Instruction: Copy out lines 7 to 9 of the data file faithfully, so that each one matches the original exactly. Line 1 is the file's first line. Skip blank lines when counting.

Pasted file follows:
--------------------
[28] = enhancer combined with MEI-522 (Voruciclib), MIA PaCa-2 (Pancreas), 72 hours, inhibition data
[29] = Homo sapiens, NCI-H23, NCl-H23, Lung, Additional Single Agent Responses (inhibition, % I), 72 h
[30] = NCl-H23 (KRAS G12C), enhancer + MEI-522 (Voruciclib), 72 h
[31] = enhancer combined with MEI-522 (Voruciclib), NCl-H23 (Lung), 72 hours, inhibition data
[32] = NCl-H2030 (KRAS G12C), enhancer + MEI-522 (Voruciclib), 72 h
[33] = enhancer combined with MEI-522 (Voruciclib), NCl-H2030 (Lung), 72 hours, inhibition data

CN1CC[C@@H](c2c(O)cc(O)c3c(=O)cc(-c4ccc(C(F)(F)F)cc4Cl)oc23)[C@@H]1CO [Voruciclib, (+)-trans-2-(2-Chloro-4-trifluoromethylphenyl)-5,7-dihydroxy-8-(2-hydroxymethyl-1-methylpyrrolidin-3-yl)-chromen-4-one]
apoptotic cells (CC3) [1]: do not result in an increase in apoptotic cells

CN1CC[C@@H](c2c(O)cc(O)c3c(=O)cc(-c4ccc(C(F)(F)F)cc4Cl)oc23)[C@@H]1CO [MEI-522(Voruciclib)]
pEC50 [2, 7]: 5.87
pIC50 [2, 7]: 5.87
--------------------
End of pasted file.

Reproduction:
CN1CC[C@@H](c2c(O)cc(O)c3c(=O)cc(-c4ccc(C(F)(F)F)cc4Cl)oc23)[C@@H]1CO [Voruciclib, (+)-trans-2-(2-Chloro-4-trifluoromethylphenyl)-5,7-dihydroxy-8-(2-hydroxymethyl-1-methylpyrrolidin-3-yl)-chromen-4-one]
apoptotic cells (CC3) [1]: do not result in an increase in apoptotic cells

CN1CC[C@@H](c2c(O)cc(O)c3c(=O)cc(-c4ccc(C(F)(F)F)cc4Cl)oc23)[C@@H]1CO [MEI-522(Voruciclib)]